the story about Viacom and CBS broke a few days ago, news accounts quickly
depicted a match made in corporate heaven — at more than $37 billion, the
largest media merger in history. With the public kept outside the frame, it was
a rosy picture.
hailed the deal as a good fit between two complementary companies," the
Associated Press reported flatly. The news service went on to quote "a
media analyst" who proclaimed: "It’s a good deal for everybody."
Well, everybody who counts in the mass-media calculus. For instance, the media
analyst quoted by AP was from the PaineWebber investment firm. "You need to
be big," Chris Dixon explained. "You need to have a global
showed up again the next morning in the lead article of The New York Times,
along with other high-finance strategists. A woman at Merrill Lynch agreed with
his upbeat view of the Viacom-CBS combo. So did a guy from ING Baring: "You
can literally pick an advertiser’s needs and market that advertiser across all
the demographic profiles, from Nickelodeon with the youngest consumers to CBS
with some of the oldest consumers."
sync with the prevalent media spin, the Times devoted plenty of ink to assessing
advertiser needs and demographic profiles. But for the crucial first day of
Times coverage, foes of the Viacom-CBS consolidation did not get a word in
Washington Post, meanwhile, provided a similar ode to the latest and greatest
media merger, pausing just long enough for a few dissonant notes from media
critic Mark Crispin Miller: "The implications of these mergers for
journalism and the arts are enormous. It seems to me that this is, by any
definition, an undemocratic development. The media system in a democracy should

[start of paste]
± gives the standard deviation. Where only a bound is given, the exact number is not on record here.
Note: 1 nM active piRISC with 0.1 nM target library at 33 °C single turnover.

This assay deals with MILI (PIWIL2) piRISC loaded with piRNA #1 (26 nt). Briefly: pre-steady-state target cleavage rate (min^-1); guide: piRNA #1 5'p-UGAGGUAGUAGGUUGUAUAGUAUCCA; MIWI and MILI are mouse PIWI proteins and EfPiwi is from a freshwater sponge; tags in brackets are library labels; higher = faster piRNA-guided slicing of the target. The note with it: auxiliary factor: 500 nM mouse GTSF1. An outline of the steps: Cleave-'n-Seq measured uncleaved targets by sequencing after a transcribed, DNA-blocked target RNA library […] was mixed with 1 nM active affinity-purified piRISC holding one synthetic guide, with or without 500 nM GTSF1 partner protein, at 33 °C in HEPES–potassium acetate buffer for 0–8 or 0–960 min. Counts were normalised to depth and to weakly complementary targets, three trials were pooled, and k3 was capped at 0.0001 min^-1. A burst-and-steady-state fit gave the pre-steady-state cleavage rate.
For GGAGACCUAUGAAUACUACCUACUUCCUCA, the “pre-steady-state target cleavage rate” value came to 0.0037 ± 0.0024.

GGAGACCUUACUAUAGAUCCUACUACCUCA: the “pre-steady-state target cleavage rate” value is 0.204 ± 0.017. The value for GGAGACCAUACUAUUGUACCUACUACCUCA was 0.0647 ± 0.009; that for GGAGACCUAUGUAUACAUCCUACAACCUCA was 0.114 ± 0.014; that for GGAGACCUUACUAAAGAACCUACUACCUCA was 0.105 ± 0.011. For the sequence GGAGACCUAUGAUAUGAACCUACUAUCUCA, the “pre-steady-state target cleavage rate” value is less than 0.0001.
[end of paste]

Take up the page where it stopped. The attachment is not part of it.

not be inordinately dominated by a few very powerful interests."
overall, big media outlets — getting bigger all the time — offered only narrow
and cheery perspectives on the meaning of the humongous merger.
after the announcement, the nation’s most influential TV news show aired its
unwitting parody of corporate-friendly coverage. "The NewsHour With Jim
Lehrer" featured an interview with two guests. It was hard to tell the
financial analyst apart from the journalist, Ken Auletta.
able to stifle a smirk in response to Lehrer’s beachball questions, Auletta kept
repeating that "bigger is better." No one bothered to mention that
Auletta — currently a staff writer for The New Yorker magazine — can hardly be
expected to voice strong objections to the steady march of media monopolization.
After all, the owner of The New Yorker is an expanding media conglomerate,
Advance Publications, which holds an array of glossy magazines including Vogue,
Glamour and Self. Generally, people in glass skyscrapers are uninclined to throw
accounts keep focusing on the market-share preoccupations of investors and top
managers. For good measure, coverage of mergers and buyouts is now routinely
filled with various permutations of metaphors that liken financial wheeling and
dealing to intimate human relations.
$37.3 billion deal joins not just two enormous media companies," a New York
Times article declared the other day, "but two oversized corporate
personalities in a marriage that was consummated after a two-year flirtation and
a brief but painstakingly intense two-week prenuptial discussion." Ugh. (Is
there a sublimation crisis in American journalism?)
worst of all is the evasive tone that now pervades so many news stories about
media consolidation. "The merger impulse," one Times article concluded
last Wednesday, "is driven by the belief that at a time of increasing
uncertainty in the media business, there is an advantage in owning both the
programming and the distribution networks."
With the federal government serving more and more as enabler rather than
regulator of rapacious conglomerates, the media business knows few bounds.
some huge corporations are sitting on the windpipe of the First Amendment.
Meanwhile, many journalists — and the public at large — are gasping for the
oxygen of public discourse that allows democracy to breathe.
rare exceptions, news outlets have covered the Viacom-CBS deal as a business
story. But more than anything else, it’s a story with dire implications for
possibilities of democratic media as the 21st century gets underway.
Solomon is a syndicated columnist. His latest book is "The Habits of
Highly Deceptive Media."